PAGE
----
Could this cute membership proposition help your club navigate the cost-of-living crisis?

golf club membership

Oakdale’s General Manager, James Thomas, outlines how his club have hit upon a new way to tackle annual renewals – and it is working for them

This article is part of GCMA Insights – topical content for golf industry professionals, discussing the things that matter to those who work in golf clubs.

Yorkshire Club Oakdale’s unique membership structure – which lowered the annual subscription from £1,200 to £700 and asked golfers to pay £5 each time they played – has been a huge success since its introduction in 2020.

Here, General Manager James Thomas explains the genesis of the scheme, the challenges and opportunities it has provided, and discusses how it could help his members as we face rising prices over the next few months…

Our old membership structure was very traditional: members paid a fixed fee and could play whenever they wished. The club was in some difficulty when I took over, and looking back at the company’s previous years of trading, whenever the club had increased the annual subscription there was a reduction in the number of full members and income.   

That needed to change. We used one of the only levers at our disposal at the time: price. 

We looked at various models and the previous chairman and I thought this one would suit our club and where we are positioned.

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We chose to lower the annual subscription from £1,200 to £700 and then members pay £5 per round. It’s been a tremendous success. Since launch we have added over 300 full members to the club and we are still growing.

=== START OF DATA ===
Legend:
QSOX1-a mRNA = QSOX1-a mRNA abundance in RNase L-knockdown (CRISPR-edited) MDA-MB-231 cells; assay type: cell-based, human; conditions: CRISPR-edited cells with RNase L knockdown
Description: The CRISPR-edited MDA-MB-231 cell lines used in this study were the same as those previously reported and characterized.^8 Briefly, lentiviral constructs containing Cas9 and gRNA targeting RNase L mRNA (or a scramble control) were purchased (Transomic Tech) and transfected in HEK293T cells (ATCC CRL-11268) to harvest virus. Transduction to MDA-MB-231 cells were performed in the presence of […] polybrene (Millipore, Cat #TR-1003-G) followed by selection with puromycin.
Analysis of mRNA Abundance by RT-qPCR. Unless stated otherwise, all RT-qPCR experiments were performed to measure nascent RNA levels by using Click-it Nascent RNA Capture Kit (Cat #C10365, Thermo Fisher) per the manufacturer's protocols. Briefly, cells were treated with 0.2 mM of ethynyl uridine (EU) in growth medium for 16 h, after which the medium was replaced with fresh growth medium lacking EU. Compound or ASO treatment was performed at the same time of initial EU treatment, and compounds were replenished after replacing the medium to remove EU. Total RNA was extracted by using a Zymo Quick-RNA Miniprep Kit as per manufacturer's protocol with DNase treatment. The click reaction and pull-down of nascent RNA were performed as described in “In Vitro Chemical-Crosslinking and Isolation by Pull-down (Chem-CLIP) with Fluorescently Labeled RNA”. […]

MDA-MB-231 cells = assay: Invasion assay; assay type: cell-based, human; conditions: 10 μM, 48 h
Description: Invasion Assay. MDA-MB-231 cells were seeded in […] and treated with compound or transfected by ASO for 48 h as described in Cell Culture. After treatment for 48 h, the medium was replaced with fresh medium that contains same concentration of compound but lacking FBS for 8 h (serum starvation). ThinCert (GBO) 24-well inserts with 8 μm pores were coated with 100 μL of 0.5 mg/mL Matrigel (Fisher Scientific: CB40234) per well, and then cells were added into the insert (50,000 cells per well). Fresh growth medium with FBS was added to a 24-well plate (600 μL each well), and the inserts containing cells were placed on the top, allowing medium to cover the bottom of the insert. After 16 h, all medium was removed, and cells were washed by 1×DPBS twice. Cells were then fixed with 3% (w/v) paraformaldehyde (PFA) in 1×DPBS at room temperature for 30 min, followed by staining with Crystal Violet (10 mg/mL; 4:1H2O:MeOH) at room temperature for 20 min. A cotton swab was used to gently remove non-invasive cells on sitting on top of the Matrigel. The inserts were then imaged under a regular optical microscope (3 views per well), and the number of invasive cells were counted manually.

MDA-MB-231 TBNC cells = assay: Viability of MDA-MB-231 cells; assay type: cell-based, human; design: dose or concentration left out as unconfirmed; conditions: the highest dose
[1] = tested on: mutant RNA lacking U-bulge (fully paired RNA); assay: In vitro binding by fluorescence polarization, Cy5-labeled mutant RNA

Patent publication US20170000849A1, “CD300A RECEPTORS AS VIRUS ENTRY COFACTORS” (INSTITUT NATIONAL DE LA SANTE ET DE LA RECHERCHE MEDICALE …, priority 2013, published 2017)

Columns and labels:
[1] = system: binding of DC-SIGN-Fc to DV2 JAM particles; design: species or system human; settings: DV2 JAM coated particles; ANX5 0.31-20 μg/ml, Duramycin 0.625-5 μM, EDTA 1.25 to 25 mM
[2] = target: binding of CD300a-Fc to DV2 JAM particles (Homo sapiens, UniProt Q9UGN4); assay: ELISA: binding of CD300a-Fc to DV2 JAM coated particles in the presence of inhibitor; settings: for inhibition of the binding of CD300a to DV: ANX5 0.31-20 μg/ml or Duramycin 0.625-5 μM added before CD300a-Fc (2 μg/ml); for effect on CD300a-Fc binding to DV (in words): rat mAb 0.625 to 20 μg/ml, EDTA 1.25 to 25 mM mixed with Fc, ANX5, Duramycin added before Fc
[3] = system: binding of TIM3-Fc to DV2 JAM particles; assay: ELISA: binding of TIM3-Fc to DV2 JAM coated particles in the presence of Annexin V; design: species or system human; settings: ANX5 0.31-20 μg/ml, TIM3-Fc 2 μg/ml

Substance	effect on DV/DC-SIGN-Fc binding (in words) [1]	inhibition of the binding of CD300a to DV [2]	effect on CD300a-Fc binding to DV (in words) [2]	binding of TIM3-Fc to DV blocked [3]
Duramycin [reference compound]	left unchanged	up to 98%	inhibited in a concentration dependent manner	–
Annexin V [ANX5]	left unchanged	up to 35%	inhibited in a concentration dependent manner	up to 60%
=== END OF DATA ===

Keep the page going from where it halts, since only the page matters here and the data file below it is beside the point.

The membership structure required policing to ensure we knew who was on the course had paid the appropriate fee. This was done by the introduction of an online booking system. This move into the 21st century did cause some friction to the change.  

When we came to draft the budget for the first year, this presented a challenge. In previous years we simply took the number of full members at the time, deducted our anticipated attrition, and then added back our recruitment plan for the year – this then became the budget for the following financial year.

However, with this new model not only did we have to go through the same process, we also had to forecast how many times our members would play in a year. We settled at 1.5 games per week for 40 weeks in the year or 60 games per annum. 

The first year, we saw an average of 47 rounds per member – this of course was impacted by government lockdowns which skewed the data. We refined the budget in year two and three and we’re tracking this year at 45 rounds per member. 


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2022’s budget was set at 50 rounds per member and we are hoping the actuals will catch up to the budget by year end. 

It’s not an exact science as there are a lot of influencing factors; weather, corporate days, tee time intervals, greens maintenance and our culture. All these factors impact our capacity.